• In 2006, the red sticker areas were greatly expanded, and in 2007, the CMDA was largely responsible for removing provisions in a major off-road vehicle program reform bill, that would have eliminated future red-sticker OHV sales and registration, thereby saving this popular program from another attack. This was especially important to many California motorcycle and motorsport dealers from which their income from the sales of off-highway vehicles is derived.
• In 2007, The CMDA passed legislation to allow dealers to install CARB-legal performance emission parts on new motorcycles at point-of-sale.
• In 2009, the CMDA took the lead in defeating two pieces of serious legislation that would have lead to the smog testing
of California motorcycles, with all of its potentially detrimental effects on dealers and owners.
• Working with California’s auto dealer association, in 2012, the CMDA helped defeat a multi-front attack on the very existence of the state’s New Motor Vehicle Board, California motor vehicle dealers’ first line of defense against franchise disputes with their manufacturers.
• In 2014, CMDA-sponsored legislation, that was signed into law, brought Side x Sides, a new very popular ATV-offshoot type of off-road vehicle, under the jurisdiction of the aforementioned New Motor Vehicle Board. Side x Sides (or Recreational Off-highway Vehicles) are the fastest growing segment of California’s off-highway vehicle business, and their retailers and dealers can enjoy the franchise protection that this legislation brings when the almost inevitable franchise provision disputes with OEMs arise.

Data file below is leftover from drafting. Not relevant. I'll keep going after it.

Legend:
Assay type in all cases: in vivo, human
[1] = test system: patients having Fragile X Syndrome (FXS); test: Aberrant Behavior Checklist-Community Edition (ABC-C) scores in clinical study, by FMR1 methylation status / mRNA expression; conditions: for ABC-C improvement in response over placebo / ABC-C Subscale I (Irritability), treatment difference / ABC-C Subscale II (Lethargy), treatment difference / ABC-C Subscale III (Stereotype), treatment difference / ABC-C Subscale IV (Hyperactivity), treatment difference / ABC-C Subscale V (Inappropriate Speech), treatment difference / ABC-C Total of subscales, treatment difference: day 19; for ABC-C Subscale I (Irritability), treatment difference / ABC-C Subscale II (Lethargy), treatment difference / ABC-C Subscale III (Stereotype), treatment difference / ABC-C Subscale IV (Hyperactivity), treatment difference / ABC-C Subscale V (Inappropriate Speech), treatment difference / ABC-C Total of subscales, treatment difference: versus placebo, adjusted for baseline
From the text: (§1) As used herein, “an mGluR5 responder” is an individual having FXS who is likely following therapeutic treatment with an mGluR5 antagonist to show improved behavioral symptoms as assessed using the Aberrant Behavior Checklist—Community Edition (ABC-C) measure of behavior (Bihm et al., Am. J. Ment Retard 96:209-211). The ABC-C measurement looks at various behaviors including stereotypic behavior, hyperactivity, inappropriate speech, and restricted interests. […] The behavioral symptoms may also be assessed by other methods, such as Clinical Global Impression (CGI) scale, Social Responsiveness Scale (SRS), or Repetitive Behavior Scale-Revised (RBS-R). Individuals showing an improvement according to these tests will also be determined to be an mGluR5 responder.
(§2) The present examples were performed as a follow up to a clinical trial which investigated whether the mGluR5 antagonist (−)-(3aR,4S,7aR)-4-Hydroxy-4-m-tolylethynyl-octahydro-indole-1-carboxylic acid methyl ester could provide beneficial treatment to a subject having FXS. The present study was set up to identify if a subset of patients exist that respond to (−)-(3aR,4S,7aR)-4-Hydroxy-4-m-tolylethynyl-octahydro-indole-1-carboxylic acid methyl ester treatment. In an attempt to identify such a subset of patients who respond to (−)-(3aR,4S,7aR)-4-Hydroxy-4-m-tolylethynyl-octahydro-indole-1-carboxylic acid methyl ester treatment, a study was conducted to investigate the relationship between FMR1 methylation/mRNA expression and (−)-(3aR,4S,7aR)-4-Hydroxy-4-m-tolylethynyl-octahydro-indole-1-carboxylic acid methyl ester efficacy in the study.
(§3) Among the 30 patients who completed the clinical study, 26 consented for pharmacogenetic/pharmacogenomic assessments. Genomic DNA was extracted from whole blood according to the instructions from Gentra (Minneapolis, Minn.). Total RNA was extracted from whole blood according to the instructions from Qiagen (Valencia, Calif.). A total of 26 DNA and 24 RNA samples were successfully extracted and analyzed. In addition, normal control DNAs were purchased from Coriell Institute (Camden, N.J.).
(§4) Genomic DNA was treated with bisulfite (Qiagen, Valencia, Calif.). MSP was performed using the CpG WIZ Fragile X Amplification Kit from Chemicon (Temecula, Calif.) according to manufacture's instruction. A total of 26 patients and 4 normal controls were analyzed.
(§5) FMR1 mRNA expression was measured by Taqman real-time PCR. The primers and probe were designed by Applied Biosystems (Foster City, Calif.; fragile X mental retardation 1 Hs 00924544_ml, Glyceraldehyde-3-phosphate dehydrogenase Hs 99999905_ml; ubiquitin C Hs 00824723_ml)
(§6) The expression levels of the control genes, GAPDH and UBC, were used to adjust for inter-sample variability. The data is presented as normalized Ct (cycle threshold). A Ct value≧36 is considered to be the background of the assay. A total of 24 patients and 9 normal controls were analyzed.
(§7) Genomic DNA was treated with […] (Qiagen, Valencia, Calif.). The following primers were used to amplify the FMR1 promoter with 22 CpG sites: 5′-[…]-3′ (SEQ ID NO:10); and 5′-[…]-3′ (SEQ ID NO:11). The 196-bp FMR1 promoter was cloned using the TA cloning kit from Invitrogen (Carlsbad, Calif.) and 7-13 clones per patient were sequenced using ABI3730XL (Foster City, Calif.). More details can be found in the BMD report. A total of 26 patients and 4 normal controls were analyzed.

Over the years, the CMDA has provided tangible benefits for its many members, which included a majority of the franchised motorcycle dealers in California. Members benefit from the group savings on Workers' Compensation Insurance, instructional seminars, Bankcard services, business planning, and free legal advice on business matters. The CMDA Workers’ Comp Program, to which most CMDA members belong, has been an important CMDA member benefit going back almost four decades. An important part of that successful program is a workplace safety promotion element, that helps keep the group loss ratio low. Most members find that they, at least, save the cost of their membership dues by participating in the program. New benefits are constantly considered, because of the ever-changing California business climate.
The achievements of the CMDA, over its decades-long history, demonstrate its commitment to the motorcycle and motorsport dealers of California. Its leadership consistently has the best interests of its franchised dealer members in mind. The heritage of protecting their business interests continues into the 21st Century, with the challenges of the advent of different types of motorsports products constantly being added to the product lines that motorcycle dealers offer to eager customers.
Only vigilance on the part of its Administration, and courage on the part of its elected Board Members, will ensure that California's motorcycle dealers will remain healthy financially, and expand aggressively into the future.